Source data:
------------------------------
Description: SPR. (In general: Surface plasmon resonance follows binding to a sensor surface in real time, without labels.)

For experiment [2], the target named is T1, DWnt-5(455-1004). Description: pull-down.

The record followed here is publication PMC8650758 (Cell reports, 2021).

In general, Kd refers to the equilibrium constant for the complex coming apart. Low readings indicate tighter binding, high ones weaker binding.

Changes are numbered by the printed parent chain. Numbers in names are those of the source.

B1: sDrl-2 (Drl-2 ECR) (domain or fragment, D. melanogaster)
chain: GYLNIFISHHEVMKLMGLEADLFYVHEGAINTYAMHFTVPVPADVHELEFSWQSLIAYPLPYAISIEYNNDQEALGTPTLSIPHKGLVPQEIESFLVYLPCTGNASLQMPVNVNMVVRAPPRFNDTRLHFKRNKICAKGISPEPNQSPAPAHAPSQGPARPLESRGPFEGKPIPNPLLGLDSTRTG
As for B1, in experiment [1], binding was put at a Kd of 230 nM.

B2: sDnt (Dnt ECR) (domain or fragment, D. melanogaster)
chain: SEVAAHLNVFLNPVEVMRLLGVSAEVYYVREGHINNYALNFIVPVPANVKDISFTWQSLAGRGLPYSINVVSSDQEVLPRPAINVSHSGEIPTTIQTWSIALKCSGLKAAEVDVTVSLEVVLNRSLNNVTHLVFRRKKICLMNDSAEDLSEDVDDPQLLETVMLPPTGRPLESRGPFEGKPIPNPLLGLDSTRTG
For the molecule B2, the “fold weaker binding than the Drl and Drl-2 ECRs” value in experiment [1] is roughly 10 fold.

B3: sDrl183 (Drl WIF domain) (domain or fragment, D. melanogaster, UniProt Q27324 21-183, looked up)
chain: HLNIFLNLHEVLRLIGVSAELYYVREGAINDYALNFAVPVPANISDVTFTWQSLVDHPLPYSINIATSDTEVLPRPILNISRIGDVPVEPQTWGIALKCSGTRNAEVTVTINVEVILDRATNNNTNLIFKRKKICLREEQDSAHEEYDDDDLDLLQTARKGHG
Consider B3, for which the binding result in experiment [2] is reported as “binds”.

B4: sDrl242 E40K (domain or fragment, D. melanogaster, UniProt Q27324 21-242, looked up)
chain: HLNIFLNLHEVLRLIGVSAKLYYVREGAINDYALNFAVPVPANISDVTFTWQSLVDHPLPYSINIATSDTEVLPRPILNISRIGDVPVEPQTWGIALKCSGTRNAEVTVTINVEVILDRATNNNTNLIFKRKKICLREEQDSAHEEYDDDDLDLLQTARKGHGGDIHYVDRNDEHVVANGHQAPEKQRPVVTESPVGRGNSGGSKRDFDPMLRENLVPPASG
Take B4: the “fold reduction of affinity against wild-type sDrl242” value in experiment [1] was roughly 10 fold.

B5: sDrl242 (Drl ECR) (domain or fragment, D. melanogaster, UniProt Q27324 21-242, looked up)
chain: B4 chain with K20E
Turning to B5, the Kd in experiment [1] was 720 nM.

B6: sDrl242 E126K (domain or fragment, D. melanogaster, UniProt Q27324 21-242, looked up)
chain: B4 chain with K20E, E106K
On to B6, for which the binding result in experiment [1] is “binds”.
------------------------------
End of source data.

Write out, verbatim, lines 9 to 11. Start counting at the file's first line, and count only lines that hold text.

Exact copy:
B2: sDnt (Dnt ECR) (domain or fragment, D. melanogaster)
chain: SEVAAHLNVFLNPVEVMRLLGVSAEVYYVREGHINNYALNFIVPVPANVKDISFTWQSLAGRGLPYSINVVSSDQEVLPRPAINVSHSGEIPTTIQTWSIALKCSGLKAAEVDVTVSLEVVLNRSLNNVTHLVFRRKKICLMNDSAEDLSEDVDDPQLLETVMLPPTGRPLESRGPFEGKPIPNPLLGLDSTRTG
For the molecule B2, the “fold weaker binding than the Drl and Drl-2 ECRs” value in experiment [1] is roughly 10 fold.